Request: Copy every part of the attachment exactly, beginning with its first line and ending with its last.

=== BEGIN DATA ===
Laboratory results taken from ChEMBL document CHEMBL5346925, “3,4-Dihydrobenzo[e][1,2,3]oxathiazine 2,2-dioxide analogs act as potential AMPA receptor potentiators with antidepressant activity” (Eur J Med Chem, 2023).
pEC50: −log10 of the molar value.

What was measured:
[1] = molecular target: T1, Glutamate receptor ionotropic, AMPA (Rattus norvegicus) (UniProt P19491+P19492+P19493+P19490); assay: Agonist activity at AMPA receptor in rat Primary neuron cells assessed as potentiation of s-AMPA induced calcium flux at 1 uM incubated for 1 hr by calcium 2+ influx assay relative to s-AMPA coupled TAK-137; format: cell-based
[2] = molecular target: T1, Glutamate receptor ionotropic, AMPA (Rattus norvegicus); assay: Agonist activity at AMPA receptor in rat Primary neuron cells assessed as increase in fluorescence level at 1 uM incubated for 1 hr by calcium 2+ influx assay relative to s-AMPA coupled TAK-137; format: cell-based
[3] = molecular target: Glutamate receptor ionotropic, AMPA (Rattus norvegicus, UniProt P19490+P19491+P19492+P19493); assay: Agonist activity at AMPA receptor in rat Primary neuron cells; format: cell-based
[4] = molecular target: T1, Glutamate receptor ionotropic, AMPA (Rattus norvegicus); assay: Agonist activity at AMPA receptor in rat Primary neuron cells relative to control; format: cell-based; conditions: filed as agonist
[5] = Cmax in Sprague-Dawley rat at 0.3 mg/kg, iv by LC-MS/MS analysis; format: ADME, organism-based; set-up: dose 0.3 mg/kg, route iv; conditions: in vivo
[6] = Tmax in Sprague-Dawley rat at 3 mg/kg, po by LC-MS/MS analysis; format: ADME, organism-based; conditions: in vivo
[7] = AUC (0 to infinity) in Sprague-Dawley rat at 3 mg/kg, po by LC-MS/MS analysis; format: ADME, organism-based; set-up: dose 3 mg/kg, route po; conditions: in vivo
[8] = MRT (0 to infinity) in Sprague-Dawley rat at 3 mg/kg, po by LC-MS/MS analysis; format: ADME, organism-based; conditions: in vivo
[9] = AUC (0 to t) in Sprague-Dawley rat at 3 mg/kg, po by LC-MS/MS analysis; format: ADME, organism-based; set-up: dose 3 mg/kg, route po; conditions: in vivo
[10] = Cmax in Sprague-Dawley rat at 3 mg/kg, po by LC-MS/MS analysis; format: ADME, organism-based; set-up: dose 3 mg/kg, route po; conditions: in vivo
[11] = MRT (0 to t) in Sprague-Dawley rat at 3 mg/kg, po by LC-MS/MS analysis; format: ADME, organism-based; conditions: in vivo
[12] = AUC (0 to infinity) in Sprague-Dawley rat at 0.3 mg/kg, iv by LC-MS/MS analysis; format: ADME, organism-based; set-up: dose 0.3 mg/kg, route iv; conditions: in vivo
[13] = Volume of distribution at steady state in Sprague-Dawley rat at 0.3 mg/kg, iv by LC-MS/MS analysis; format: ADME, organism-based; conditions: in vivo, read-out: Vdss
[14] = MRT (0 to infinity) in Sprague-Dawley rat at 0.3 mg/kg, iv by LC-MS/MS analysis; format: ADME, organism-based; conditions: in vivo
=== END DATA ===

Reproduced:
Laboratory results taken from ChEMBL document CHEMBL5346925, “3,4-Dihydrobenzo[e][1,2,3]oxathiazine 2,2-dioxide analogs act as potential AMPA receptor potentiators with antidepressant activity” (Eur J Med Chem, 2023).
pEC50: −log10 of the molar value.

What was measured:
[1] = molecular target: T1, Glutamate receptor ionotropic, AMPA (Rattus norvegicus) (UniProt P19491+P19492+P19493+P19490); assay: Agonist activity at AMPA receptor in rat Primary neuron cells assessed as potentiation of s-AMPA induced calcium flux at 1 uM incubated for 1 hr by calcium 2+ influx assay relative to s-AMPA coupled TAK-137; format: cell-based
[2] = molecular target: T1, Glutamate receptor ionotropic, AMPA (Rattus norvegicus); assay: Agonist activity at AMPA receptor in rat Primary neuron cells assessed as increase in fluorescence level at 1 uM incubated for 1 hr by calcium 2+ influx assay relative to s-AMPA coupled TAK-137; format: cell-based
[3] = molecular target: Glutamate receptor ionotropic, AMPA (Rattus norvegicus, UniProt P19490+P19491+P19492+P19493); assay: Agonist activity at AMPA receptor in rat Primary neuron cells; format: cell-based
[4] = molecular target: T1, Glutamate receptor ionotropic, AMPA (Rattus norvegicus); assay: Agonist activity at AMPA receptor in rat Primary neuron cells relative to control; format: cell-based; conditions: filed as agonist
[5] = Cmax in Sprague-Dawley rat at 0.3 mg/kg, iv by LC-MS/MS analysis; format: ADME, organism-based; set-up: dose 0.3 mg/kg, route iv; conditions: in vivo
[6] = Tmax in Sprague-Dawley rat at 3 mg/kg, po by LC-MS/MS analysis; format: ADME, organism-based; conditions: in vivo
[7] = AUC (0 to infinity) in Sprague-Dawley rat at 3 mg/kg, po by LC-MS/MS analysis; format: ADME, organism-based; set-up: dose 3 mg/kg, route po; conditions: in vivo
[8] = MRT (0 to infinity) in Sprague-Dawley rat at 3 mg/kg, po by LC-MS/MS analysis; format: ADME, organism-based; conditions: in vivo
[9] = AUC (0 to t) in Sprague-Dawley rat at 3 mg/kg, po by LC-MS/MS analysis; format: ADME, organism-based; set-up: dose 3 mg/kg, route po; conditions: in vivo
[10] = Cmax in Sprague-Dawley rat at 3 mg/kg, po by LC-MS/MS analysis; format: ADME, organism-based; set-up: dose 3 mg/kg, route po; conditions: in vivo
[11] = MRT (0 to t) in Sprague-Dawley rat at 3 mg/kg, po by LC-MS/MS analysis; format: ADME, organism-based; conditions: in vivo
[12] = AUC (0 to infinity) in Sprague-Dawley rat at 0.3 mg/kg, iv by LC-MS/MS analysis; format: ADME, organism-based; set-up: dose 0.3 mg/kg, route iv; conditions: in vivo
[13] = Volume of distribution at steady state in Sprague-Dawley rat at 0.3 mg/kg, iv by LC-MS/MS analysis; format: ADME, organism-based; conditions: in vivo, read-out: Vdss
[14] = MRT (0 to infinity) in Sprague-Dawley rat at 0.3 mg/kg, iv by LC-MS/MS analysis; format: ADME, organism-based; conditions: in vivo